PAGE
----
[0b] IRP_MJ_SET_VOLUME_INFORMATION      f841d4e2               Ntfs!NtfsFsdDispatch
[0c] IRP_MJ_DIRECTORY_CONTROL           f8422595           Ntfs!NtfsFsdDirectoryControl
[0d] IRP_MJ_FILE_SYSTEM_CONTROL         f84218d4        Ntfs!NtfsFsdFileSystemControl
[0e] IRP_MJ_DEVICE_CONTROL              f841d4e2               Ntfs!NtfsFsdDispatch
[0f] IRP_MJ_INTERNAL_DEVICE_CONTROL     804f2529   nt!IopInvalidDeviceRequest
[10] IRP_MJ_SHUTDOWN                    f8414476      Ntfs!NtfsFsdShutdown
[11] IRP_MJ_LOCK_CONTROL                f84329e3  Ntfs!NtfsFsdLockControl
[12] IRP_MJ_CLEANUP                     f841c4da           Ntfs!NtfsFsdCleanup
[13] IRP_MJ_CREATE_MAILSLOT             804f2529               nt!IopInvalidDeviceRequest
[14] IRP_MJ_QUERY_SECURITY              f841d4e2                Ntfs!NtfsFsdDispatch
[15] IRP_MJ_SET_SECURITY                f841d4e2     Ntfs!NtfsFsdDispatch
[16] IRP_MJ_POWER                       804f2529             nt!IopInvalidDeviceRequest
[17] IRP_MJ_SYSTEM_CONTROL              804f2529               nt!IopInvalidDeviceRequest
[18] IRP_MJ_DEVICE_CHANGE               804f2529 nt!IopInvalidDeviceRequest
[19] IRP_MJ_QUERY_QUOTA                 f841e53f  Ntfs!NtfsFsdDispatchWait
[1a] IRP_MJ_SET_QUOTA                   f841e53f       Ntfs!NtfsFsdDispatchWait
[1b] IRP_MJ_PNP                         f846b3fc  Ntfs!NtfsFsdPnp
Fast I/O routines:
FastIoCheckIfPossible                   f8432bbb              Ntfs!NtfsFastIoCheckIfPossible
FastIoRead                              f841f4ce          Ntfs!NtfsCopyReadA
FastIoWrite                             f842f898          Ntfs!NtfsCopyWriteA
FastIoQueryBasicInfo                    f8424db0              Ntfs!NtfsFastQueryBasicInfo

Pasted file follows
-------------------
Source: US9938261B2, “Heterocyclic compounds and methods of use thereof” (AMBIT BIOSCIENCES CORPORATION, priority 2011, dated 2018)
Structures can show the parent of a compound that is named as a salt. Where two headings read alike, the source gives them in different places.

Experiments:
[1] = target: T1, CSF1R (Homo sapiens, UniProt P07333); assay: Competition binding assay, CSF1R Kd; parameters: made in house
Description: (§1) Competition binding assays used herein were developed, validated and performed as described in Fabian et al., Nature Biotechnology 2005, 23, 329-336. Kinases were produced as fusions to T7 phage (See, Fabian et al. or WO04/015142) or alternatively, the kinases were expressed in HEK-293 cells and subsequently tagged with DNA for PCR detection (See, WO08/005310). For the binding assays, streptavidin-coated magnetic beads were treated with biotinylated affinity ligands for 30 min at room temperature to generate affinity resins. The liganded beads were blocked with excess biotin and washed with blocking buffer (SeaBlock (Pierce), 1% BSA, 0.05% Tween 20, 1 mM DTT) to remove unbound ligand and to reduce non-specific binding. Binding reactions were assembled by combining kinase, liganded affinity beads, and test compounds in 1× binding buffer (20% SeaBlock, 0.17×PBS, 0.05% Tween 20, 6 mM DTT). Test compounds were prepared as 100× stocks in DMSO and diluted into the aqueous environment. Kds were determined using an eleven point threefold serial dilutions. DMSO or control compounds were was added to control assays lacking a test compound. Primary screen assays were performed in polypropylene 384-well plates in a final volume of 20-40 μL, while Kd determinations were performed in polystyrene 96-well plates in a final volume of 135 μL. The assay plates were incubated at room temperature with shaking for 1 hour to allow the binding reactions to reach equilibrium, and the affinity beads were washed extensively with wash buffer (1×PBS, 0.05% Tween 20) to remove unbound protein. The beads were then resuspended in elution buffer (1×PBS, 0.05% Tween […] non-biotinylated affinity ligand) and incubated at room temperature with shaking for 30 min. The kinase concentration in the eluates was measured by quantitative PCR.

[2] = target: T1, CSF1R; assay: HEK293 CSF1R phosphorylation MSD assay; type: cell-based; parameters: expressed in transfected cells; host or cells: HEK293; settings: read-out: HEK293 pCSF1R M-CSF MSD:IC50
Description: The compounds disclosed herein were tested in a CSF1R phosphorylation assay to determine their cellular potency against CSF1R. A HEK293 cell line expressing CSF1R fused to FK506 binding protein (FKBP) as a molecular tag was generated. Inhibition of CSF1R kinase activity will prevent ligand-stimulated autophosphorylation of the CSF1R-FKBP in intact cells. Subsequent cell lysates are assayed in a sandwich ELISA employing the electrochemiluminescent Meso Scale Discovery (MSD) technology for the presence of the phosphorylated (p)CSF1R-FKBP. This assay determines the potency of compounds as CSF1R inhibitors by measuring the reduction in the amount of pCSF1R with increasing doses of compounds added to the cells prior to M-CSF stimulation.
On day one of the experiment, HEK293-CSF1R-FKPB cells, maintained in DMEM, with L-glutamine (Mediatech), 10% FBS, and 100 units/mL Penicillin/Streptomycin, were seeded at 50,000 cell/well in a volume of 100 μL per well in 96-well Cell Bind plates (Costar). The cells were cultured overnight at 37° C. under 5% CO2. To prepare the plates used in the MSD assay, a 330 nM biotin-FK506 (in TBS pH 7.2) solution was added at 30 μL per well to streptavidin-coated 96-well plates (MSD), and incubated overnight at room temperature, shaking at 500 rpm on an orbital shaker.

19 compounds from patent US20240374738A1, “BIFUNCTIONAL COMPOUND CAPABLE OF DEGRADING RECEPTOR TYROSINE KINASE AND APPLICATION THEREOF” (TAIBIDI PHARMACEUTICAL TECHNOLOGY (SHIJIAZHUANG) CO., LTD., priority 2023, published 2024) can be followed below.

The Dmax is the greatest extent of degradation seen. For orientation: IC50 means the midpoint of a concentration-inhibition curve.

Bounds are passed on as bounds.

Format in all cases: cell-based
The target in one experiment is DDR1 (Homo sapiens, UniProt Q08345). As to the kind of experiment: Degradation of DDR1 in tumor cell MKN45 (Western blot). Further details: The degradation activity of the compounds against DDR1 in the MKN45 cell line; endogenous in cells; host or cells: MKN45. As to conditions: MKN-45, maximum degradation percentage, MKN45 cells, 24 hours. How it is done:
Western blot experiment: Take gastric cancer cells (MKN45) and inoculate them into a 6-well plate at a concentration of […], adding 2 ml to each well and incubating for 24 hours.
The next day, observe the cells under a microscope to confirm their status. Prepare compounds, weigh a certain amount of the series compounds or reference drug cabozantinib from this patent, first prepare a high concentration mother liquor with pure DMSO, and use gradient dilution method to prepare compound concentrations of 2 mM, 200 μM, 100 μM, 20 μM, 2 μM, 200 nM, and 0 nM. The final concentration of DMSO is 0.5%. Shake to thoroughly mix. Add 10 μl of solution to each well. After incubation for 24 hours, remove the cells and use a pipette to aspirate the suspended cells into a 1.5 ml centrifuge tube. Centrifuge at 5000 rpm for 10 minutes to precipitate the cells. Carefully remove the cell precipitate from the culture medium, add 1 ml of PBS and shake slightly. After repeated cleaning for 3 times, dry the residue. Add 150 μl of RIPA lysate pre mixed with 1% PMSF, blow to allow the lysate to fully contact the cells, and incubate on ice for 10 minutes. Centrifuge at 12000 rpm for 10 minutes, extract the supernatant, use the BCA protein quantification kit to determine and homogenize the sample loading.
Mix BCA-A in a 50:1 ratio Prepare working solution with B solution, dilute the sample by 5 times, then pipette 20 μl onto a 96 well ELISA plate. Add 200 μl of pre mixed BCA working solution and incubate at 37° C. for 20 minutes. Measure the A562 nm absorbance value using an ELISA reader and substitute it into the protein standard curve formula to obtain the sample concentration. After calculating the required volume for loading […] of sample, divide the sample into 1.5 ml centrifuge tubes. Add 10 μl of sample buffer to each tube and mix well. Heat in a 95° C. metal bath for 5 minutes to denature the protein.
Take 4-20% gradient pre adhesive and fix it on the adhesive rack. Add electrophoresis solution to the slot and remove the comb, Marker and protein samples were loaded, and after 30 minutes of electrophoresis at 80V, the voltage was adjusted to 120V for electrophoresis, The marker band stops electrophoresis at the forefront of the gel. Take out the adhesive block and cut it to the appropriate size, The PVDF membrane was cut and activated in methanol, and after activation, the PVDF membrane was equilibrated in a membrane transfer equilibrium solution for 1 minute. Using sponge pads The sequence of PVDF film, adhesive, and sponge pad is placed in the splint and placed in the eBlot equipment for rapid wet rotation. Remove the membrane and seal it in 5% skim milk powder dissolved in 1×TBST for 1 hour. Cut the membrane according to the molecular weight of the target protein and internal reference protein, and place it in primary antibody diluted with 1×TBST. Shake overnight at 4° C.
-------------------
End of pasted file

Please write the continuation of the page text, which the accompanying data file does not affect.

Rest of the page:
FastIoQueryStandardInfo                 f8424c14          Ntfs!NtfsFastQueryStdInfo
FastIoLock                              f8432e66          Ntfs!NtfsFastLock
FastIoUnlockSingle                      f8432f26  Ntfs!NtfsFastUnlockSingle
FastIoUnlockAll                         f84691b9     Ntfs!NtfsFastUnlockAll
FastIoUnlockAllByKey                    f84692fd              Ntfs!NtfsFastUnlockAllByKey
AcquireFileForNtCreateSection           f841d6f4    Ntfs!NtfsAcquireForCreateSection
ReleaseFileForNtCreateSection           f841d721   Ntfs!NtfsReleaseForCreateSection
FastIoQueryNetworkOpenInfo              f842ffc6   Ntfs!NtfsFastQueryNetworkOpenInfo
AcquireForModWrite                      f846e918            Ntfs!NtfsAcquireFileForModWrite
MdlRead                                 f8430233           Ntfs!NtfsMdlReadA
MdlReadComplete                         8051e58f              nt!FsRtlMdlReadCompleteDev
PrepareMdlWrite                         f842f36d  Ntfs!NtfsPrepareMdlWriteA
MdlWriteComplete                        805f28aa               nt!FsRtlMdlWriteCompleteDev
FastIoQueryOpen                         f8424ec5 Ntfs!NtfsNetworkOpenCreate
AcquireForCcFlush                       f841d3db                Ntfs!NtfsAcquireFileForCcFlush
ReleaseForCcFlush                       f841d39c Ntfs!NtfsReleaseFileForCcFlush

As we can see in the section titled ” Fast I/O routines”, the NTFS drivers uses most of the FastIO functions. To learn more about the specific FastIO functions, check out:

By: Neil Sikka

Posted On : 2012/02/07